What about dealer and warranty support? Polestar will have a network of dealers selling cars out of cute little Tesla-style retail spaces, close to the dining, shopping and entertainment areas of inner cities, not in auto rows. Servicing will be done at other dealers (likely Volvo) that opt-in to the service network. Polestar’s warranty is four-year, 50,000 miles, and the battery is covered for eight years or 100,000 miles (150,000 in California).

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I did find nits. The center-console plastic felt thin, had sharp edges exposed under the fabric covering and squeaked softly when squeezed.  The rear window doesn’t offer a good view for the driver, and outrage of outrages, the USB ports are weird little USB-C things that require adapters for your good ol’ fashioned ‘Merican USB-A cables.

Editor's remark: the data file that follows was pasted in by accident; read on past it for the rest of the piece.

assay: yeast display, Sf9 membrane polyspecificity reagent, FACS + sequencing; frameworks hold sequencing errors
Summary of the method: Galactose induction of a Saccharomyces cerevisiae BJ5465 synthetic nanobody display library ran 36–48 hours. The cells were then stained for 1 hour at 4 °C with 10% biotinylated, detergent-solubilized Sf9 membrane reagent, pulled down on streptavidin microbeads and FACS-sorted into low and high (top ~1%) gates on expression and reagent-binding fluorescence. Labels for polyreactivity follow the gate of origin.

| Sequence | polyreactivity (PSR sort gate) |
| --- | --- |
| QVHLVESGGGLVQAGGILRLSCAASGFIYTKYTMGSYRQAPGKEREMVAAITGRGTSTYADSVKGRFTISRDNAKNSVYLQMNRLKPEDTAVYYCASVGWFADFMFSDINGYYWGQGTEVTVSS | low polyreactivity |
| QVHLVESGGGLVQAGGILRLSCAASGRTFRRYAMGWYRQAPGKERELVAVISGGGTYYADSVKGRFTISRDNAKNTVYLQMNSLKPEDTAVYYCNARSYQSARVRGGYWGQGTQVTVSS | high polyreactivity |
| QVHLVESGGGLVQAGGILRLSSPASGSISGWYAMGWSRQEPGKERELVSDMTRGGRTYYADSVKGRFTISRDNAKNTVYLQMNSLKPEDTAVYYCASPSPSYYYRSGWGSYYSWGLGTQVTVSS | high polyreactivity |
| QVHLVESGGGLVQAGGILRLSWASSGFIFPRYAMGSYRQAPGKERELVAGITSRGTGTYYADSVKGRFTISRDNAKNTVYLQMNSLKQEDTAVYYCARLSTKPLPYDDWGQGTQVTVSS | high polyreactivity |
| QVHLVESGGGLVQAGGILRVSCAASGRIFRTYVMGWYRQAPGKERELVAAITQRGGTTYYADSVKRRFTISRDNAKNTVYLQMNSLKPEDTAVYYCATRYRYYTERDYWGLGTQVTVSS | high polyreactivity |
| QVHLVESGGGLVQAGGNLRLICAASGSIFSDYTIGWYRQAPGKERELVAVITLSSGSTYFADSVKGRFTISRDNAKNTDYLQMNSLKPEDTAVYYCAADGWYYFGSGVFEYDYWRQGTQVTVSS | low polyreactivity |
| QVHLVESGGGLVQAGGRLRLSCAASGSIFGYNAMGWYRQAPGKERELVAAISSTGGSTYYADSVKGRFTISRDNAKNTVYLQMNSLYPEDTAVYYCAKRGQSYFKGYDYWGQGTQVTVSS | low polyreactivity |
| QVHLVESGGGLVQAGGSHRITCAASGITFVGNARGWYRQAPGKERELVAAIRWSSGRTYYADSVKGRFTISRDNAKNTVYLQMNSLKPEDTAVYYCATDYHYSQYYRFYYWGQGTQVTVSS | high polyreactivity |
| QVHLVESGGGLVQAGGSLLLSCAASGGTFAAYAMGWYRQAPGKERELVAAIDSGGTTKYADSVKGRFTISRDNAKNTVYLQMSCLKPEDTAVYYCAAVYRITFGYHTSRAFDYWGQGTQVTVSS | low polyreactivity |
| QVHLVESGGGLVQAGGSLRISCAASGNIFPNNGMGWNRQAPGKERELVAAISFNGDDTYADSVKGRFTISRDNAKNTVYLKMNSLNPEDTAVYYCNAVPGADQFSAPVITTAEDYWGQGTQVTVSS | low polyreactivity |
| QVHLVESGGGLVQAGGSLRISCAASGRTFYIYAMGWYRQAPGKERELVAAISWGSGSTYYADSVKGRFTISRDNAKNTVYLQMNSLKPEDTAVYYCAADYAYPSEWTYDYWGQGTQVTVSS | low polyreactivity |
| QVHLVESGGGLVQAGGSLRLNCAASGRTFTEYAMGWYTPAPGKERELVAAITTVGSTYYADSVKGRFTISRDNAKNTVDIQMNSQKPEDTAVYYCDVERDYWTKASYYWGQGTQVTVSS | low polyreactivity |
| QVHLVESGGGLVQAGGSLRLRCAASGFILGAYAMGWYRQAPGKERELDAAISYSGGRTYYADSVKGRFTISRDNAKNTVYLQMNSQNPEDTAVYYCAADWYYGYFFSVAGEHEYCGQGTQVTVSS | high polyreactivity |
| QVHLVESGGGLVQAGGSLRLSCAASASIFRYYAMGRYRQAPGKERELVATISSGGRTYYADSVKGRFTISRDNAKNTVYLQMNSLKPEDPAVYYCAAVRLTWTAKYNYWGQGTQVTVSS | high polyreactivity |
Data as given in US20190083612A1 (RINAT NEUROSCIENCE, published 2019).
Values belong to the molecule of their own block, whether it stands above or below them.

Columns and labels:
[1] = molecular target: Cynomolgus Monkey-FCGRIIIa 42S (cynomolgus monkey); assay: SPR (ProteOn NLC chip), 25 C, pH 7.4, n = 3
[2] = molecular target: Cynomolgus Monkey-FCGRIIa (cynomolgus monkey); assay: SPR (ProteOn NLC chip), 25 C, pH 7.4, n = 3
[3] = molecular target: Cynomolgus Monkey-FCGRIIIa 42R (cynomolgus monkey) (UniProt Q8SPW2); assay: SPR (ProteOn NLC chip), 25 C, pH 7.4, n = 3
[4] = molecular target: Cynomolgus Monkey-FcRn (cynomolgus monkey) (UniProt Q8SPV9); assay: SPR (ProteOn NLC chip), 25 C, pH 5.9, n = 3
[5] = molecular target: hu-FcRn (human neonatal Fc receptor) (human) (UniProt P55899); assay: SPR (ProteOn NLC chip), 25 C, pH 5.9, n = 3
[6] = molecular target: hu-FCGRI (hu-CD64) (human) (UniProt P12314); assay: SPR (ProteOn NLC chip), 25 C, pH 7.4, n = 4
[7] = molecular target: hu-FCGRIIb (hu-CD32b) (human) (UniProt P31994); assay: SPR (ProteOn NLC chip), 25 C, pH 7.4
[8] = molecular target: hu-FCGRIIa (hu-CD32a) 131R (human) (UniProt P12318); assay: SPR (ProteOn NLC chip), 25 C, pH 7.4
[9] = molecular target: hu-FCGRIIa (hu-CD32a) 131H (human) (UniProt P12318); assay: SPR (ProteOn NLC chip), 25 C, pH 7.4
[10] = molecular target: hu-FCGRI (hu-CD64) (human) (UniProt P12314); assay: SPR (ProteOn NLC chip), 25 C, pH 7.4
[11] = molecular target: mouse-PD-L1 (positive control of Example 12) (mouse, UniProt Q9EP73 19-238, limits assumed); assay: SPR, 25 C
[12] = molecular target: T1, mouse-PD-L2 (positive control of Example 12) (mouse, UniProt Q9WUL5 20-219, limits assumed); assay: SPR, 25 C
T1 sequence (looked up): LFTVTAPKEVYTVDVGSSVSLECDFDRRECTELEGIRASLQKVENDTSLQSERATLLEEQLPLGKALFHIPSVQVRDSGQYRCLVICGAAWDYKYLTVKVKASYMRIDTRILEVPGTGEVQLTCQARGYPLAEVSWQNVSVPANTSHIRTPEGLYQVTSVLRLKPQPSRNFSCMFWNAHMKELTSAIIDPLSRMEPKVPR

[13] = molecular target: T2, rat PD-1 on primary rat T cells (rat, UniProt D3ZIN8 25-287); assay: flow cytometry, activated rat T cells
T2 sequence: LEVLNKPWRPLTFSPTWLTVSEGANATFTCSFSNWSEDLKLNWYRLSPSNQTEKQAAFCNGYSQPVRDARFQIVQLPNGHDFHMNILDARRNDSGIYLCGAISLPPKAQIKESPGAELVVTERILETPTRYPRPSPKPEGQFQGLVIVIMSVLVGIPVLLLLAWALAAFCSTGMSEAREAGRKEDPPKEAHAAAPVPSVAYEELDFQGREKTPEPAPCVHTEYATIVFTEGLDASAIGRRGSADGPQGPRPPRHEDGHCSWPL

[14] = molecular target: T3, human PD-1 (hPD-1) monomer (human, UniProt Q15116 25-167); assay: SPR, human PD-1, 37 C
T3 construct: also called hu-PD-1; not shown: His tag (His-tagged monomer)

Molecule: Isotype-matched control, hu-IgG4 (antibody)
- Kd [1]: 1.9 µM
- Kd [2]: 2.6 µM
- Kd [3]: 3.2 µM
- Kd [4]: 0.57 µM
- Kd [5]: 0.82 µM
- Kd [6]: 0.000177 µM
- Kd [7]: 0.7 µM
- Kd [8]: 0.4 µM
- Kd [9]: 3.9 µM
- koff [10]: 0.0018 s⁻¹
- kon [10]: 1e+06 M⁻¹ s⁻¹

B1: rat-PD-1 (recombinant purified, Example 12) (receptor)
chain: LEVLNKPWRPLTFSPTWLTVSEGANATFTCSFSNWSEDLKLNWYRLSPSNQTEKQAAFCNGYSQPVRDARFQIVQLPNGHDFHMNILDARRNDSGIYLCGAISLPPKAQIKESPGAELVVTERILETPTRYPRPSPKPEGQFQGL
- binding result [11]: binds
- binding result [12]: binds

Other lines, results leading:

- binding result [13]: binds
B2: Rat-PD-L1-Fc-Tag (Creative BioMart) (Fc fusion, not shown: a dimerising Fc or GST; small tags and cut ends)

Overall, it’s a nice car, but maybe it’s not quite as nicely built  as a car with a $59,990 MSRP should. (Expect significant price cuts after the “Launch” edition is sold out, said JP.) In Polestar’s defense, my tester was an “MP01 Spec,” meaning the final production version will be a bit tweaked, and hey – not bad for the first-ever Chinese-built car I’ve laid hands on.

As an EV, it’s drama free and delivers what it promises, range wise. The car started out with 92 percent charge and maybe 200 estimated miles remaining. After very spirited driving in 95-plus degree heat, with the AC blowing icy cold and aforementioned uphill passing, the guess-o-meter was at 35 percent with a projected 65 miles of range remaining, consistent with the third-party test in July. Will it go 275 miles in optimal conditions? Maybe, but not with me driving it. It’s too much fun. 

Sure, it’s not perfect, but as a first attempt it’s pretty impressive, and I know there are enough Volvo fans interested in EVs to keep this car sold out, at least in the “low 10,000s” volume expected for its first few years of production.  Good job Polestar—I think you’re here to stay.